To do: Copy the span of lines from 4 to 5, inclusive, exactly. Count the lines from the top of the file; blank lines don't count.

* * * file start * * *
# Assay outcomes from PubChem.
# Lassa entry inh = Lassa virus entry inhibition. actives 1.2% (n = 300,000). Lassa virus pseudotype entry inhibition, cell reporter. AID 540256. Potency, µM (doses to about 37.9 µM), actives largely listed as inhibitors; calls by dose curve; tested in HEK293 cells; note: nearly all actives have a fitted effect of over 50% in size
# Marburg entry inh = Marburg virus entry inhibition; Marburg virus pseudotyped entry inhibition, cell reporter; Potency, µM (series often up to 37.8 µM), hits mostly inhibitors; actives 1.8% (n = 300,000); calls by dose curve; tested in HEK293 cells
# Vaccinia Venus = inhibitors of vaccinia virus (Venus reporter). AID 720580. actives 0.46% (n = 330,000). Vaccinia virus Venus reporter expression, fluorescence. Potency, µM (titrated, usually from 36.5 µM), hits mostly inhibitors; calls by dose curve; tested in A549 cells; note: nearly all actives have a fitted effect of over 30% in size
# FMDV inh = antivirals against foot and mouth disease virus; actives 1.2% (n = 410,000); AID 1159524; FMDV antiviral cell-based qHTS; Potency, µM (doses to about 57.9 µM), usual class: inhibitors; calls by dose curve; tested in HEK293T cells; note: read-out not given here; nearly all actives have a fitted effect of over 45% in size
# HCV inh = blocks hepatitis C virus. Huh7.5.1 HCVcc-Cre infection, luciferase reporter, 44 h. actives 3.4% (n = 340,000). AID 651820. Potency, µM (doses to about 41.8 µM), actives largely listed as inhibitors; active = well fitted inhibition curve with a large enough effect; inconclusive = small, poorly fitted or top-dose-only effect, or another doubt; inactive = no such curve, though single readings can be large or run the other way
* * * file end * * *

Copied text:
# Vaccinia Venus = inhibitors of vaccinia virus (Venus reporter). AID 720580. actives 0.46% (n = 330,000). Vaccinia virus Venus reporter expression, fluorescence. Potency, µM (titrated, usually from 36.5 µM), hits mostly inhibitors; calls by dose curve; tested in A549 cells; note: nearly all actives have a fitted effect of over 30% in size
# FMDV inh = antivirals against foot and mouth disease virus; actives 1.2% (n = 410,000); AID 1159524; FMDV antiviral cell-based qHTS; Potency, µM (doses to about 57.9 µM), usual class: inhibitors; calls by dose curve; tested in HEK293T cells; note: read-out not given here; nearly all actives have a fitted effect of over 45% in size